Tuesday, August 19, 2014

Mathew Cove, Moosehead Lake


Driving into the area, over Indian Hill
Seeking a change of scenery we headed inland to Maine's largest lake, Moosehead.  It's forty miles long by ten miles wide, with a maximum depth of 246 feet.  We could spend weeks paddling its shores.  But we were just looking for a day's adventure.
Lazy Tom Bog from the road
We began our morning with a Moose-sighting hunt.  We started at the Department of Transportation building in Shirley, then drove through Lily Bay and Kokadjo without success.  At Lazy Tom Bog, we hoped into our kayaks and headed upstream.  In less than half a mile we saw a nice male moose, his still growing antlers covered in soft velvet.  Unfortunately, we missed the picture, but we had the experience.
Probably the moose is just to the left here, but when we turn and see him, off he'll run.
  We continued up Lazy Tom to a beaver dam, and took that as time to head back to explore Greenville.

Some other paddlers exploring just off the Greenville Jct Launch
  There are launch in Greenville and Greenville Junction which we were considering.  Greenville Jct. seemed to have a better set up; more parking, changing rooms and bathrooms. (Always a plus)   But both meant exploring a shore line of vacation homes and avoiding boats, seaplanes and everything else.

   We spotted the lovely Katahdin at its dock in Greenville.  It's 100 years old this year, and had a birthday celebration recently.  I include the link because it tells the tale of its distinguished work career.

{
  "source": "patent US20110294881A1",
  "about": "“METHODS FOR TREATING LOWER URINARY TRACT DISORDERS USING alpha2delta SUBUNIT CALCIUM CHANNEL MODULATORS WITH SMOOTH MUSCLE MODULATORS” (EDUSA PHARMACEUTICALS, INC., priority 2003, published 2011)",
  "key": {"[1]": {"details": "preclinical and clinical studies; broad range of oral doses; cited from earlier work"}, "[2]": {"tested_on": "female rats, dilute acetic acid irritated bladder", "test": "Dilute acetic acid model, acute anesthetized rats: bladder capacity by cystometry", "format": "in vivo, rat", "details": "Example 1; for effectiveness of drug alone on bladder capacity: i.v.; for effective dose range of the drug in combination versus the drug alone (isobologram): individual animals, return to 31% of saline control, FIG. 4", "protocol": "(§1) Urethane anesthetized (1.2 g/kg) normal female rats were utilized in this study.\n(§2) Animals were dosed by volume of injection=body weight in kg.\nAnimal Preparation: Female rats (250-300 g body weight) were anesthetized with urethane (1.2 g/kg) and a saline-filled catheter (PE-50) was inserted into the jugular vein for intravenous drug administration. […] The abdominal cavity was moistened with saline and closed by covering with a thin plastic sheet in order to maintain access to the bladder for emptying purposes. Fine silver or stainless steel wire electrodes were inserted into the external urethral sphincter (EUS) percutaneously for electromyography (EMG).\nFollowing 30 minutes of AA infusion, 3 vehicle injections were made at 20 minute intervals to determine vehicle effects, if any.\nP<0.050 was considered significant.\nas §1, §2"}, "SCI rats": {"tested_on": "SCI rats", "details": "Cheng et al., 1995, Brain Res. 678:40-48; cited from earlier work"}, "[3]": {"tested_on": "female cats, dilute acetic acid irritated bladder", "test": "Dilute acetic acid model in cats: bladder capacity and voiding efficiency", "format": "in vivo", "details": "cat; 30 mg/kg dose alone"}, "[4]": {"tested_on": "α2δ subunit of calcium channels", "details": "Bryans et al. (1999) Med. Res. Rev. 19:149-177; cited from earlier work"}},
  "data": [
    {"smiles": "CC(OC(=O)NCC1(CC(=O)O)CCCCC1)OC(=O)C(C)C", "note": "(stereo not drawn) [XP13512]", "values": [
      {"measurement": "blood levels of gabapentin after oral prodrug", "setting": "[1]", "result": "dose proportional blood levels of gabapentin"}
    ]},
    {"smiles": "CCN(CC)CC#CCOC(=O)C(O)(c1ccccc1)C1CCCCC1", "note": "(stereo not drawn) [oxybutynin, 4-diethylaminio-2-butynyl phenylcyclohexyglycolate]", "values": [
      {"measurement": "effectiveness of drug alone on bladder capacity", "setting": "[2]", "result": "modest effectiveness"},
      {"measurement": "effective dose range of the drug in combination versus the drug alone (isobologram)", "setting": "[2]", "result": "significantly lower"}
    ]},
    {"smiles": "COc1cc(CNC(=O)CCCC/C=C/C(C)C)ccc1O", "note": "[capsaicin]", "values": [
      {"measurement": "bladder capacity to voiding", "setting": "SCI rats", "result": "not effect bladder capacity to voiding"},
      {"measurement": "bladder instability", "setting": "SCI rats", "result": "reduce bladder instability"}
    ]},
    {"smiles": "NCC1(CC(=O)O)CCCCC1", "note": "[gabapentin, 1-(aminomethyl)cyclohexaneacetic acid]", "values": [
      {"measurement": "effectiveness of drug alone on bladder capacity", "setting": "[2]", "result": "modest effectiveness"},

Since neither of south end launches had much paddling appeal to us on this particular day, we went to Lily Bay State Park and launched from Rowell Cove popping in to explore Mathews Cove, especially the shallow island filled area.
On Moosehead Lake by Sugar Island.  I can just see a distant Mt Kineo.
In the shallows of Mathews Bay
Mark liked the tiny islands, with just a few trees.

I admired the way a single tree stump could become a home for an entire community.
Nature does some impressive design work.
A second angle on the same roots, giving them a more "circle of life" appearance.
 It was just a couple short paddles, but a nice accent to a fun day of exploring!

Summary:  Lazy Tom Bog (Stream), north of Kokadjo:  Launch is a turn off the road just after the bridge.  I'm not sure teh road has a name, but it's in the DeLorme.  No facilities.   Maybe a mile to the Beaver Dam, Google Earth shows the stream narrows considerably from there.
Greenville Jct Launch.  lots of parking, seperate long term lot nearby.  Bathroom open 7AM-9PM.  Paved. beach and playground.
Lily Bay State Park, Beaver Cove, fee to enter, two launches each with docks and ramps.  Pit toilets by launch, it looks like flush toilets by the beach.  Beach, camping if you make reservations far enough ahead. 

Sunday, August 17, 2014

Belfast Harborfest - Cardboard Boat Race

This weekend was Belfast Harborfest- which included a Pilot Gig Rigatta, a small boat display, the boat building challenge, (where teams were given three hours to build a boat), a 5K Road Race, and much more.  Sunday was the cardboard boat race. 
   There were two main styles of boats, canoe-like and row-boat like.   The full rules are here, but a summary we were given was:  Cardboard with water soluble glue and water soluble paint.  Duct tape is allowed only at the seams.
  Style mattered, as there was a People's Choice Award.  Three boats were decorated in Viking style.  But heart mattered too.  Apparently the Rollie's Bar and Grill teams began work at 9AM and were able to make the 10:00AM start with two entries!